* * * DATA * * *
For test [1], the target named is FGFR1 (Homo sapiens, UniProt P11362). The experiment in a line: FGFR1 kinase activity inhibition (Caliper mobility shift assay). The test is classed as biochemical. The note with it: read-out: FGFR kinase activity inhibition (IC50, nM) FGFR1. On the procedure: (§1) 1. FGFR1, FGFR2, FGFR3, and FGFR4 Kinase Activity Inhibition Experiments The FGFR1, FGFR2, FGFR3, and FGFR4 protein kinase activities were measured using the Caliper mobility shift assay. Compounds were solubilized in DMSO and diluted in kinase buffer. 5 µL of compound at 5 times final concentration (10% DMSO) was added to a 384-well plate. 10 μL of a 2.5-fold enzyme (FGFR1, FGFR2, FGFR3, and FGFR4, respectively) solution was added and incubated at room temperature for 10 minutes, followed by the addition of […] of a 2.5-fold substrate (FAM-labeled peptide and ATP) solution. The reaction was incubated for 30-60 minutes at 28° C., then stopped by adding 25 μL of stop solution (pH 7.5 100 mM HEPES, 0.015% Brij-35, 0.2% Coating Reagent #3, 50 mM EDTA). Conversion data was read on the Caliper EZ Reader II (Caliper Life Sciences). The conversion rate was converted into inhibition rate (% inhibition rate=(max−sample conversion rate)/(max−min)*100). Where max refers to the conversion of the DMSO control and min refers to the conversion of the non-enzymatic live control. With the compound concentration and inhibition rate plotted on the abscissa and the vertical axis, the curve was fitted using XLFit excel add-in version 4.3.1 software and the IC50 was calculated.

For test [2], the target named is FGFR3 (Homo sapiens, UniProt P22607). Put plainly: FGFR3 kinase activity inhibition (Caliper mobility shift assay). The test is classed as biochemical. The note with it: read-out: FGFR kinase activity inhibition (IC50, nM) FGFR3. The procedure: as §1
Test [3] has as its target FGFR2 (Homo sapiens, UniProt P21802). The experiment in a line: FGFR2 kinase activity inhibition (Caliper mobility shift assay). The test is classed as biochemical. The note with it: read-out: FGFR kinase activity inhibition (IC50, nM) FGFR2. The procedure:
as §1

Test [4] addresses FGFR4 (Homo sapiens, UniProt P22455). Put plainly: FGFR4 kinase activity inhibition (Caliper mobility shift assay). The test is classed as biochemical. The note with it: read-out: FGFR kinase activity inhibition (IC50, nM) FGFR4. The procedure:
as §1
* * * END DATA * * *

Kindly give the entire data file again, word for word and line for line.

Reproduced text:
For test [1], the target named is FGFR1 (Homo sapiens, UniProt P11362). The experiment in a line: FGFR1 kinase activity inhibition (Caliper mobility shift assay). The test is classed as biochemical. The note with it: read-out: FGFR kinase activity inhibition (IC50, nM) FGFR1. On the procedure: (§1) 1. FGFR1, FGFR2, FGFR3, and FGFR4 Kinase Activity Inhibition Experiments The FGFR1, FGFR2, FGFR3, and FGFR4 protein kinase activities were measured using the Caliper mobility shift assay. Compounds were solubilized in DMSO and diluted in kinase buffer. 5 µL of compound at 5 times final concentration (10% DMSO) was added to a 384-well plate. 10 μL of a 2.5-fold enzyme (FGFR1, FGFR2, FGFR3, and FGFR4, respectively) solution was added and incubated at room temperature for 10 minutes, followed by the addition of […] of a 2.5-fold substrate (FAM-labeled peptide and ATP) solution. The reaction was incubated for 30-60 minutes at 28° C., then stopped by adding 25 μL of stop solution (pH 7.5 100 mM HEPES, 0.015% Brij-35, 0.2% Coating Reagent #3, 50 mM EDTA). Conversion data was read on the Caliper EZ Reader II (Caliper Life Sciences). The conversion rate was converted into inhibition rate (% inhibition rate=(max−sample conversion rate)/(max−min)*100). Where max refers to the conversion of the DMSO control and min refers to the conversion of the non-enzymatic live control. With the compound concentration and inhibition rate plotted on the abscissa and the vertical axis, the curve was fitted using XLFit excel add-in version 4.3.1 software and the IC50 was calculated.

For test [2], the target named is FGFR3 (Homo sapiens, UniProt P22607). Put plainly: FGFR3 kinase activity inhibition (Caliper mobility shift assay). The test is classed as biochemical. The note with it: read-out: FGFR kinase activity inhibition (IC50, nM) FGFR3. The procedure: as §1
Test [3] has as its target FGFR2 (Homo sapiens, UniProt P21802). The experiment in a line: FGFR2 kinase activity inhibition (Caliper mobility shift assay). The test is classed as biochemical. The note with it: read-out: FGFR kinase activity inhibition (IC50, nM) FGFR2. The procedure:
as §1

Test [4] addresses FGFR4 (Homo sapiens, UniProt P22455). Put plainly: FGFR4 kinase activity inhibition (Caliper mobility shift assay). The test is classed as biochemical. The note with it: read-out: FGFR kinase activity inhibition (IC50, nM) FGFR4. The procedure:
as §1